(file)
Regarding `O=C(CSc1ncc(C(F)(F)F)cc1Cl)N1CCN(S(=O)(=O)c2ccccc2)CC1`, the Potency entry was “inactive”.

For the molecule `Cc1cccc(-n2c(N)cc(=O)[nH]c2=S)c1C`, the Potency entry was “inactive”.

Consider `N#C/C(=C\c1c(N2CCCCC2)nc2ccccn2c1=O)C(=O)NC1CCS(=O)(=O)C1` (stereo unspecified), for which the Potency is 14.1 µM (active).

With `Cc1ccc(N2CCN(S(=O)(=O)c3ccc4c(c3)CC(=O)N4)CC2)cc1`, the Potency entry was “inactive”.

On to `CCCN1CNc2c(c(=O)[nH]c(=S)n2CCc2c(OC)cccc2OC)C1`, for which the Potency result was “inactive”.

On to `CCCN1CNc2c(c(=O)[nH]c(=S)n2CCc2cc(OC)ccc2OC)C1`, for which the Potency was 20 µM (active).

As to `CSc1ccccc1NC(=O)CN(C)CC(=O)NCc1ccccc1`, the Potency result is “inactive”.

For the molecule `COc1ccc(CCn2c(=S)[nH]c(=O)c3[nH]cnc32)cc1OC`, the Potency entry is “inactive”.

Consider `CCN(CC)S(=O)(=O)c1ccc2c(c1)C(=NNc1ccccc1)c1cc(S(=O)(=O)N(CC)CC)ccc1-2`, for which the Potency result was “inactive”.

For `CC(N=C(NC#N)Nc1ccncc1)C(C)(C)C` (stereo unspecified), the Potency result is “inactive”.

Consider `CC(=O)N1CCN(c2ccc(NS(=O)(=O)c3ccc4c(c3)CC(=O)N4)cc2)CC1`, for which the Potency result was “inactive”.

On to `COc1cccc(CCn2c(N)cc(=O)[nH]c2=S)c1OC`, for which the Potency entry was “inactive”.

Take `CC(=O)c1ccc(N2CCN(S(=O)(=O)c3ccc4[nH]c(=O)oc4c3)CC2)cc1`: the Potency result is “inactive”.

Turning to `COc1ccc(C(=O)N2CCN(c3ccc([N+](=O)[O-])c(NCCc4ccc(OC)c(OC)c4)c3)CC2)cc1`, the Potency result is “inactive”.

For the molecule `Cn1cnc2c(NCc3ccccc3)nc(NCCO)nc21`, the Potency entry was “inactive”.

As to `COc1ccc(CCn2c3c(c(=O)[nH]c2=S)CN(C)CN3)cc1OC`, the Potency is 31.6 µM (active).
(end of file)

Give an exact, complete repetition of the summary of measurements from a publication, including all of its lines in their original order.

Regarding `O=C(CSc1ncc(C(F)(F)F)cc1Cl)N1CCN(S(=O)(=O)c2ccccc2)CC1`, the Potency entry was “inactive”.

For the molecule `Cc1cccc(-n2c(N)cc(=O)[nH]c2=S)c1C`, the Potency entry was “inactive”.

Consider `N#C/C(=C\c1c(N2CCCCC2)nc2ccccn2c1=O)C(=O)NC1CCS(=O)(=O)C1` (stereo unspecified), for which the Potency is 14.1 µM (active).

With `Cc1ccc(N2CCN(S(=O)(=O)c3ccc4c(c3)CC(=O)N4)CC2)cc1`, the Potency entry was “inactive”.

On to `CCCN1CNc2c(c(=O)[nH]c(=S)n2CCc2c(OC)cccc2OC)C1`, for which the Potency result was “inactive”.

On to `CCCN1CNc2c(c(=O)[nH]c(=S)n2CCc2cc(OC)ccc2OC)C1`, for which the Potency was 20 µM (active).

As to `CSc1ccccc1NC(=O)CN(C)CC(=O)NCc1ccccc1`, the Potency result is “inactive”.

For the molecule `COc1ccc(CCn2c(=S)[nH]c(=O)c3[nH]cnc32)cc1OC`, the Potency entry is “inactive”.

Consider `CCN(CC)S(=O)(=O)c1ccc2c(c1)C(=NNc1ccccc1)c1cc(S(=O)(=O)N(CC)CC)ccc1-2`, for which the Potency result was “inactive”.

For `CC(N=C(NC#N)Nc1ccncc1)C(C)(C)C` (stereo unspecified), the Potency result is “inactive”.

Consider `CC(=O)N1CCN(c2ccc(NS(=O)(=O)c3ccc4c(c3)CC(=O)N4)cc2)CC1`, for which the Potency result was “inactive”.

On to `COc1cccc(CCn2c(N)cc(=O)[nH]c2=S)c1OC`, for which the Potency entry was “inactive”.

Take `CC(=O)c1ccc(N2CCN(S(=O)(=O)c3ccc4[nH]c(=O)oc4c3)CC2)cc1`: the Potency result is “inactive”.

Turning to `COc1ccc(C(=O)N2CCN(c3ccc([N+](=O)[O-])c(NCCc4ccc(OC)c(OC)c4)c3)CC2)cc1`, the Potency result is “inactive”.

For the molecule `Cn1cnc2c(NCc3ccccc3)nc(NCCO)nc21`, the Potency entry was “inactive”.

As to `COc1ccc(CCn2c3c(c(=O)[nH]c2=S)CN(C)CN3)cc1OC`, the Potency is 31.6 µM (active).